BALTIMORE – July 25, 2011 -- RLTV, the only cable network dedicated to serving the needs of Generation 50+, will air a special episode of Making Medicare Work for You: Boomers, Welcome to Medicare on July 28 at 9 p.m. EST.
The 10,000 boomers who will turn 65 and become eligible for Medicare every day for the next decade shouldn’t feel bad if they’re a bit confused. Signing up for Medicare means making choices, and for many, the process is complicated. Making Medicare Work for You: Boomers, Welcome to Medicare is designed to address the dizzying array of questions facing individuals who are newly eligible for Medicare.
As part of RLTV’s comprehensive series dedicated to taking the guesswork and anxiety out of Medicare, the episode guides viewers through the rules, deadlines and choices available to them as they prepare to enter the world of Medicare. Sponsored by UnitedHealthcare and hosted by Deborah Norville, a veteran journalist and anchor of Inside Edition, the program features a team of industry experts from all areas of the Medicare community who use their expertise to help explain Medicare and how it works.
In emotionally compelling field segments, Dr. Kevin Soden works with real people making real decisions, whether they’re struggling with the complexities or just need a little assurance. Back in the studio, experts provide invaluable insight and smart strategies that are as helpful for boomers aging in to Medicare as they are for other adults who may be enrolling for the first time, such as those with disabilities or individuals who have delayed retiring past the age of 65.
The program features a cross-section of Americans, each with different challenges and needs, including:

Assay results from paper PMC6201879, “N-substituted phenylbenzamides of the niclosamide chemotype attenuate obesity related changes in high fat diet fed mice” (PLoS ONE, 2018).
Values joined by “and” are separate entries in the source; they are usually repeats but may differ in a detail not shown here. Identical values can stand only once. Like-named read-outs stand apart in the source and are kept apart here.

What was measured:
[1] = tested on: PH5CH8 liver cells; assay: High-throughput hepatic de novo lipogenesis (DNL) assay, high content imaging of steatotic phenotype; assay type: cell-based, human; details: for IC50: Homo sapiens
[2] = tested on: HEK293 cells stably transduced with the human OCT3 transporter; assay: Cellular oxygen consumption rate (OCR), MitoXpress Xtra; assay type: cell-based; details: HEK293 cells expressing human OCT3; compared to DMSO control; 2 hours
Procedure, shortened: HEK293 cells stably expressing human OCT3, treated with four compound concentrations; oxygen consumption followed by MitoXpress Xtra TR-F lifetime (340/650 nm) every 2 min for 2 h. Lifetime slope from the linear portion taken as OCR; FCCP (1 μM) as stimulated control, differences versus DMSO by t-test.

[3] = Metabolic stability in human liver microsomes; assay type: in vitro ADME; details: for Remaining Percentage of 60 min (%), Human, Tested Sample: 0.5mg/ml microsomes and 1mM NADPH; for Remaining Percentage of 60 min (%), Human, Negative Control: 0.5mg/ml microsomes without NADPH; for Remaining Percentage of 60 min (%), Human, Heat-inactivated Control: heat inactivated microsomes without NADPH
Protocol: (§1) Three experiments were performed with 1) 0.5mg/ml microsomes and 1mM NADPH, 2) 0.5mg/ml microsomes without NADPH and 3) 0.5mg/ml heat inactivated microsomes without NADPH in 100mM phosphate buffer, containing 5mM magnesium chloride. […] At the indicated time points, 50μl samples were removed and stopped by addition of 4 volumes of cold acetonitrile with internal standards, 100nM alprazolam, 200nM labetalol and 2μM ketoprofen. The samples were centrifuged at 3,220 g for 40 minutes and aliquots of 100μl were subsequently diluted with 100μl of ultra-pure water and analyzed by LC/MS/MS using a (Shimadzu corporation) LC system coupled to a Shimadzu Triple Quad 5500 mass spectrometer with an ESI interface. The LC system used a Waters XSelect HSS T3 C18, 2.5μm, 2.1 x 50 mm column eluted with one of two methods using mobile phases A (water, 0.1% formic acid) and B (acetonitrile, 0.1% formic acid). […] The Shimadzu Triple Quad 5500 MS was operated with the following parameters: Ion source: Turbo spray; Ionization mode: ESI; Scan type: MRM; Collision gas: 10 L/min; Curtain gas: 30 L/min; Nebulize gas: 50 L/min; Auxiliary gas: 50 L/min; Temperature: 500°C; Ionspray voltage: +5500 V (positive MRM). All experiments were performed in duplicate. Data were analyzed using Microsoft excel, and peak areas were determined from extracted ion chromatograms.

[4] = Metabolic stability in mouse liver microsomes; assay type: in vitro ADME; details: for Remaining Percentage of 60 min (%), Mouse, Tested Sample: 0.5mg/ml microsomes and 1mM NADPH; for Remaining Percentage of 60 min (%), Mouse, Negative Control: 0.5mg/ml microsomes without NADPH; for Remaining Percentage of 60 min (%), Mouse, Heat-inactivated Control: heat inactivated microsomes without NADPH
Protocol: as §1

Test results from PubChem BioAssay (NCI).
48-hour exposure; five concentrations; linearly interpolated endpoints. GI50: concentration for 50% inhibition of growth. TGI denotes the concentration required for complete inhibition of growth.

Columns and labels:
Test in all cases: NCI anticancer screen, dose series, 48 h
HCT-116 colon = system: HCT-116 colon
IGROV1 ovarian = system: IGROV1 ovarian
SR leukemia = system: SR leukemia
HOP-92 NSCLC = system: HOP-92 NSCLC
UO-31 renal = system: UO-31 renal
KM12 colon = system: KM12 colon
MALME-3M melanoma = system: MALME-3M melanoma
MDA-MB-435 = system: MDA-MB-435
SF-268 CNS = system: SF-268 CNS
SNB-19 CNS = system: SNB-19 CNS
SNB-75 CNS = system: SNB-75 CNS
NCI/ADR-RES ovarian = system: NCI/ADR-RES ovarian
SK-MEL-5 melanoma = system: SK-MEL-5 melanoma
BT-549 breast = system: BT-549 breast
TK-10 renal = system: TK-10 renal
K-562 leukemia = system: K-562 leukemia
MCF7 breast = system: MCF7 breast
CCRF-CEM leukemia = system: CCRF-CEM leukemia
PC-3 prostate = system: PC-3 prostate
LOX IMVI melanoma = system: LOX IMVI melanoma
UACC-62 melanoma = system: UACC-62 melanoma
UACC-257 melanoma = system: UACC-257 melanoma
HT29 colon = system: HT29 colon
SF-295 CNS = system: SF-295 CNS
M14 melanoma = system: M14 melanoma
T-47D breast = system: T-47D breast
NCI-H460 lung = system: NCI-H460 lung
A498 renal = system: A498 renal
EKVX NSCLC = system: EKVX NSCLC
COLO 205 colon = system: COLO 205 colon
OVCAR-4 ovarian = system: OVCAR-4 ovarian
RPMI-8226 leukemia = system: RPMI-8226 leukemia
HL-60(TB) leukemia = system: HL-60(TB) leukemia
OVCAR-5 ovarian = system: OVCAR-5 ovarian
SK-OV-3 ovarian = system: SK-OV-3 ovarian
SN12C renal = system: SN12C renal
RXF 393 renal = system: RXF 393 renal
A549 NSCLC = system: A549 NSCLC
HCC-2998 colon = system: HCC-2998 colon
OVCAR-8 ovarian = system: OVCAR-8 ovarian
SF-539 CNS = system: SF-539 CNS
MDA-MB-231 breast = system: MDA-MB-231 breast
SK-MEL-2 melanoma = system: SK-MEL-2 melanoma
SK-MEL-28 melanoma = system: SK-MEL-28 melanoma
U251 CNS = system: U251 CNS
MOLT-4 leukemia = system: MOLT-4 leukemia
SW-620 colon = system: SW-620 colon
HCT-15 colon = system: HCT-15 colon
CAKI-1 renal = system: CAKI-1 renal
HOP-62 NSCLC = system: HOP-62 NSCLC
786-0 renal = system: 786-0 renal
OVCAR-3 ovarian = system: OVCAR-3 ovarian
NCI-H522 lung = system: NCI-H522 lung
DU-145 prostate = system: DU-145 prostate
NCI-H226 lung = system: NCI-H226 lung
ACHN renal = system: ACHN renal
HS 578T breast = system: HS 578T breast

Bonnie—A successful realtor in Washington, D.C., Bonnie is 65 years old and recently became eligible for Medicare. She’s healthy, works out at a health club regularly, and doesn’t take medications. Lately, she’s been overwhelmed by the Medicare materials she’s received from various sources, and she’s unsure if she should sign up for a Medigap plan or a Medicare Advantage plan. Her biggest worry is finding a primary care physician who accepts her Medicare plan.
In Bonnie’s field segment, the in-studio team addresses her concerns:
Kathleen—A 65-year-old nun living in the community, Kathleen is well educated, well traveled, and wants to continue to make a difference in other people’s lives, as long as her health allows. She takes several expensive medications to treat her cancer and—with limited financial resources—is concerned that she wouldn’t save money on her medications with a Medicare plan because they would be considered higher-cost “Tier 4” Drugs. Kathleen meets with a State Health Insurance Assistance Program (SHIP) staffer for a one-on-one discussion of her options and learns there are a number of resources available to help.
In Kathleen’s field segment, the in-studio team examines questions relevant to her situation: